• Generally, I think you’re right with the concept, but ignoring part of what a newsroom can (and maybe should?) do.

    The web, newspapers, TV stations, any news organization needs people to present information in a variety of formats. No, it’s not always going to be “storytime” for the reader, but it also won’t just be “oh, look at this really cool web gizmo I made” either.

    As with any career field, you need to be familiar with what everyone else does in regard to skills and have a bit of working knowledge in each place yourself, but you should specialize in something you’re good at. And, ideally, your organization will put you in a role the you’re best suited for. Now, if you’re a writer, this means occasionally picking up a camera. If you’re a photographer, this means maybe interviewing the people you talk with and writing something to go along with that gallery of images you came back with.

    In the end, there should be a collaborative effort to tell a story. At least on the big stuff. This isn’t any different than what has gone on in newsrooms, but it’s just that there’s a whole new array of skillsets to be included. And it’s not just the gathering and presenting of information, but also the distribution and publishing of it, too. After all, what good is your story if no one reads it and it doesn’t generate money for the company — be it pageviews or readership.

    Do some writers need to check their ego at the door? Sure, but so do some photographers, web people and designers, too.

    And about how print reporters now are loathing not being able to practice journalism as a craft and artform, well, learn to separate what you’re writing at work from what you write for yourself. It’s work, not your life. Put in your time, go home and pursue your art. If it’s really as good as you think it is, then someone should be willing to pay you for it — right?

  • I agree with a few other posters, this is a bit of a reductive view. I think you overstate people’s preference for information over ‘stories’.

    There’s a commercial value to picking out the narratives that are going to resonate with people. You may not agree with their values, but tabloids often do this better than most and reap the commercial rewards. I think there’s some value to your approach, but (and perhaps this is a bit old-fashioned) I kind of think that if you can’t find a ‘story’ in your notes then you’ve got to question the value of the news. Picking the right way to tell a story is still a valuable craft, perhaps more so when people are drowning in information.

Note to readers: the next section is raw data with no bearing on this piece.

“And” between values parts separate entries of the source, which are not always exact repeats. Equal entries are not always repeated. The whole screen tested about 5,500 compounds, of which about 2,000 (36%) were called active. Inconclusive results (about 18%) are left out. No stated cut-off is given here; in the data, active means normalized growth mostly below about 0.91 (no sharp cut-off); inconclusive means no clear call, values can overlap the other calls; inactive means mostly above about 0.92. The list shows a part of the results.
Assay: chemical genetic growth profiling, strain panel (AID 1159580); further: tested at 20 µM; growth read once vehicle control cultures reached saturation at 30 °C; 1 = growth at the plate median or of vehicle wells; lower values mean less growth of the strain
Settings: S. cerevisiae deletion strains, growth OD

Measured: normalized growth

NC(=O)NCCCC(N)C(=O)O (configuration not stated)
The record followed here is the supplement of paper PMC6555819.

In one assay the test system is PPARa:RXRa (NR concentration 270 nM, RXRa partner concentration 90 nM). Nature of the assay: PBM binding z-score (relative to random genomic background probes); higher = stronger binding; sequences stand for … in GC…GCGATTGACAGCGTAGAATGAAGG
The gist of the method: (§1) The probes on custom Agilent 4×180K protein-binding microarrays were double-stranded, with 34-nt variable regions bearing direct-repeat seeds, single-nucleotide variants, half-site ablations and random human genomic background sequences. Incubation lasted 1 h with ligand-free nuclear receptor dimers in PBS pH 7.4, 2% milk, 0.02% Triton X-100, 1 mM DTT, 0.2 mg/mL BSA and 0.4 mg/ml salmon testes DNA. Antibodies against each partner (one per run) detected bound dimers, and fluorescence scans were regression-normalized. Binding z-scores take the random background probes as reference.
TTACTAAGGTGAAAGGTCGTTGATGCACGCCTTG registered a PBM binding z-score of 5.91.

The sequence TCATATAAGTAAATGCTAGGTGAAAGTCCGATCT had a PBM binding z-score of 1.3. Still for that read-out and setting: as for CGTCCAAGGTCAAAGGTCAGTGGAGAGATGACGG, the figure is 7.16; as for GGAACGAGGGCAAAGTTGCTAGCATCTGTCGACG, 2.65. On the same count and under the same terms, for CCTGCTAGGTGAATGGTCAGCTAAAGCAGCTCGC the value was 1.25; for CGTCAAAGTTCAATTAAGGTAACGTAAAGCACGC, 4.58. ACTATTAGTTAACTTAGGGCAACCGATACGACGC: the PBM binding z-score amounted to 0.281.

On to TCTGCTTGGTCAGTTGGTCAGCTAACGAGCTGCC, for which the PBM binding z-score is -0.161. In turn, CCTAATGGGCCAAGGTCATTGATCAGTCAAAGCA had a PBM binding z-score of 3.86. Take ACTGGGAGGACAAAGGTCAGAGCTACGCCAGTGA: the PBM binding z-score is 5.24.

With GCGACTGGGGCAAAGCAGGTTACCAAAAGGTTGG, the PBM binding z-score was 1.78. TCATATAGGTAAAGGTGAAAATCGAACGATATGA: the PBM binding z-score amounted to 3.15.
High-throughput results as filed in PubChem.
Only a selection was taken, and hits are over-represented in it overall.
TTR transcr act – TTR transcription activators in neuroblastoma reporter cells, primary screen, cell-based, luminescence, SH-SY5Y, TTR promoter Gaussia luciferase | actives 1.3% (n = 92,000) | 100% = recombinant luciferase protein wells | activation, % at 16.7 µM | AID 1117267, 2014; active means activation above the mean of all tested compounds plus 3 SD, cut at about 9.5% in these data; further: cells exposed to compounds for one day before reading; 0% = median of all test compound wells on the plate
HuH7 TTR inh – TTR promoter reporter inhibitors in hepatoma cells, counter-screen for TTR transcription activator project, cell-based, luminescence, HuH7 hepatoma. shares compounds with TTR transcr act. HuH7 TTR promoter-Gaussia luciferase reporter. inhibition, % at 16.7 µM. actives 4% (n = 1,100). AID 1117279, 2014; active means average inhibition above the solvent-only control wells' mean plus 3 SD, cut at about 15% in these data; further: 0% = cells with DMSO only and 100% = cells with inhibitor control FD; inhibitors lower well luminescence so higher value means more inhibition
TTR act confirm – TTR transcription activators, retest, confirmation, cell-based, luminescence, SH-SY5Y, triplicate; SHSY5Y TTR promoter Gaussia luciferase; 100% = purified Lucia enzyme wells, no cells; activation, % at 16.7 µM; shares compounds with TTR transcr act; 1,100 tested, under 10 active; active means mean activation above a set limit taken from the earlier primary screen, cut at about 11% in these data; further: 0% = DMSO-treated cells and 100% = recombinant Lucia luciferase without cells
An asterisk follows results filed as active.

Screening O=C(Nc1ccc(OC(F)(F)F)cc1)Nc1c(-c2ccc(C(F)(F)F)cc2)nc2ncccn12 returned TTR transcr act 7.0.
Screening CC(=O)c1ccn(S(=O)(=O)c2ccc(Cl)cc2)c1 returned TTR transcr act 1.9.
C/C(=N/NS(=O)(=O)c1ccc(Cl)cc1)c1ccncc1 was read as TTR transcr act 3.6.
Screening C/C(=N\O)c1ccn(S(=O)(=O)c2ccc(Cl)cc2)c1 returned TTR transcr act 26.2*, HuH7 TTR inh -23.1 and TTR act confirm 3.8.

• We occasionally use narrative and ASF material that doesn’t translate well to the website by turning it into photo galleries, map mashups, etc. that we know will drive traffic.

    In my current project, nearly all of the top 15 or so links with the most page views are either galleries or interactives. Only a couple of true “narrative” stories — those produced with print in mind — are in the mix.

    That’s what I think about now — it’s in all of our job descriptions — meeting traffic goals, which goes to catering to audience needs. In some ways what I do now seems less like journalism and more like doing what I long thought was the job of our marketing and advertising offices.

    I was one of those journalists who got into the profession because I thought it was a calling. And those journalists who still think this way are having the most difficult time right now. Like those who believe in the church of long-form storytelling, there’s a tendency to see themselves as above the commercial fray.

  • The thing that gets missed in these stories vs. information debate to me is that “story” is not equal to “narrative.” Data-driven web sites with no narrative are boring. Sorry. 🙂

    I’ll agree that not everything in the news should be so story-centric, but to say this:

    “People ultimately want journalism so they can be informed.”

    And to use that to imply people don’t like stories is just plain wrong. Narrative is the oldest form of how humans make sense of the world. It’s not going anywhere, and data sites that don’t make use of some kind of narrative are boring and are seldom used.

    Likewise, I think it’s wrong to imply that journalists who see themselves as storytellers are useless on the web. I’m a programmer and I see myself as a storyteller. I see storytelling as the most essential element to a good web site of any kind. The traditional news story “form” may be limiting or not as useful on the web, but story itself is every bit as useful.

  • Many journalists are no good at telling stories anyway.

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  • Morton

    Anytime you place limits on yourself, for example, saying, “I provide information, not stories,” you demonstrate a narrow mind. It is intellectually lazy to always try and classify things and force them into neat little boxes… BE FREE…

  • “Information” and “facts” are internalized through the narratives in our heads. Characters, motives, standard plots, senses of time and place. These are the hooks that transform information into knowledge. Without hooks, it tends to be noise.

    It’s not about “once upon a time.” It’s about an implicit thought model, a narrative, that makes “sense” of information. Information is always in a “story” or a “narrative.” The only issue is whether it’s implicit or explicit. When it’s done really well, it’s almost impossible for the reader to tell the difference